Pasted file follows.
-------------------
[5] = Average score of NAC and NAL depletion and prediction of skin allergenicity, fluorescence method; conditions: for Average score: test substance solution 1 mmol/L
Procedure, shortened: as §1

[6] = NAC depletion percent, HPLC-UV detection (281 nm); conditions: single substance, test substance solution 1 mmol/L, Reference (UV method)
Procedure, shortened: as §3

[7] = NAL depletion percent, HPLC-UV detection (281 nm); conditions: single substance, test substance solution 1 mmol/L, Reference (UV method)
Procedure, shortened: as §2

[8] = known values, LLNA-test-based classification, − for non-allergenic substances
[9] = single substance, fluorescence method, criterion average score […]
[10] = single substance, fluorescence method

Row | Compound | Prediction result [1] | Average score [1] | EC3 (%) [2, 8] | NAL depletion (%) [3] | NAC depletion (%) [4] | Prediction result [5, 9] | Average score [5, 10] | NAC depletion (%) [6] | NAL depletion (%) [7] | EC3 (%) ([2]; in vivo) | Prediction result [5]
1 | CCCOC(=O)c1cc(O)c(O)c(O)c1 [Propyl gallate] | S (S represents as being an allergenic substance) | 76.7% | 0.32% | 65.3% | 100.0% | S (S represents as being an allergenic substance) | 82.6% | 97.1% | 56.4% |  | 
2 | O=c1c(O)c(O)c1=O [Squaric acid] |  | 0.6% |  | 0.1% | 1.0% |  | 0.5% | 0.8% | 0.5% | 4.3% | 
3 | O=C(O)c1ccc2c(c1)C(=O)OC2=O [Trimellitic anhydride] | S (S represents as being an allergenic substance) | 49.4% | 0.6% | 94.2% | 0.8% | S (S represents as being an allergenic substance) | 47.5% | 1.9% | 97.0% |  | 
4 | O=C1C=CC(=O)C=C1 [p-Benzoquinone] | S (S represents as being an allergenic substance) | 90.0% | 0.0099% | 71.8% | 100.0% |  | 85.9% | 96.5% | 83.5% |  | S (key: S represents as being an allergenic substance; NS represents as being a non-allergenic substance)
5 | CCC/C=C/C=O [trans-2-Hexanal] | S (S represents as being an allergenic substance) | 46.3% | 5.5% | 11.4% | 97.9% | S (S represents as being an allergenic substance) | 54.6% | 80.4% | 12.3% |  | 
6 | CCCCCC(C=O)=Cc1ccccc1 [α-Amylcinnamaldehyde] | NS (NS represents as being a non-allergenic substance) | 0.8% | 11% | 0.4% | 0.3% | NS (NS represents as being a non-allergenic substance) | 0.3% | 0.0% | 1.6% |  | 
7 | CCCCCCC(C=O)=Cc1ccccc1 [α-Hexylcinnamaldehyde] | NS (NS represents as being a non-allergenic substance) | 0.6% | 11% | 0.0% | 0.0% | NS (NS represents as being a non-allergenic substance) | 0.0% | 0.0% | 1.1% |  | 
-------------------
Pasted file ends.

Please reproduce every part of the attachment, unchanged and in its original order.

[5] = Average score of NAC and NAL depletion and prediction of skin allergenicity, fluorescence method; conditions: for Average score: test substance solution 1 mmol/L
Procedure, shortened: as §1

[6] = NAC depletion percent, HPLC-UV detection (281 nm); conditions: single substance, test substance solution 1 mmol/L, Reference (UV method)
Procedure, shortened: as §3

[7] = NAL depletion percent, HPLC-UV detection (281 nm); conditions: single substance, test substance solution 1 mmol/L, Reference (UV method)
Procedure, shortened: as §2

[8] = known values, LLNA-test-based classification, − for non-allergenic substances
[9] = single substance, fluorescence method, criterion average score […]
[10] = single substance, fluorescence method

Row | Compound | Prediction result [1] | Average score [1] | EC3 (%) [2, 8] | NAL depletion (%) [3] | NAC depletion (%) [4] | Prediction result [5, 9] | Average score [5, 10] | NAC depletion (%) [6] | NAL depletion (%) [7] | EC3 (%) ([2]; in vivo) | Prediction result [5]
1 | CCCOC(=O)c1cc(O)c(O)c(O)c1 [Propyl gallate] | S (S represents as being an allergenic substance) | 76.7% | 0.32% | 65.3% | 100.0% | S (S represents as being an allergenic substance) | 82.6% | 97.1% | 56.4% |  | 
2 | O=c1c(O)c(O)c1=O [Squaric acid] |  | 0.6% |  | 0.1% | 1.0% |  | 0.5% | 0.8% | 0.5% | 4.3% | 
3 | O=C(O)c1ccc2c(c1)C(=O)OC2=O [Trimellitic anhydride] | S (S represents as being an allergenic substance) | 49.4% | 0.6% | 94.2% | 0.8% | S (S represents as being an allergenic substance) | 47.5% | 1.9% | 97.0% |  | 
4 | O=C1C=CC(=O)C=C1 [p-Benzoquinone] | S (S represents as being an allergenic substance) | 90.0% | 0.0099% | 71.8% | 100.0% |  | 85.9% | 96.5% | 83.5% |  | S (key: S represents as being an allergenic substance; NS represents as being a non-allergenic substance)
5 | CCC/C=C/C=O [trans-2-Hexanal] | S (S represents as being an allergenic substance) | 46.3% | 5.5% | 11.4% | 97.9% | S (S represents as being an allergenic substance) | 54.6% | 80.4% | 12.3% |  | 
6 | CCCCCC(C=O)=Cc1ccccc1 [α-Amylcinnamaldehyde] | NS (NS represents as being a non-allergenic substance) | 0.8% | 11% | 0.4% | 0.3% | NS (NS represents as being a non-allergenic substance) | 0.3% | 0.0% | 1.6% |  | 
7 | CCCCCCC(C=O)=Cc1ccccc1 [α-Hexylcinnamaldehyde] | NS (NS represents as being a non-allergenic substance) | 0.6% | 11% | 0.0% | 0.0% | NS (NS represents as being a non-allergenic substance) | 0.0% | 0.0% | 1.1% |  | 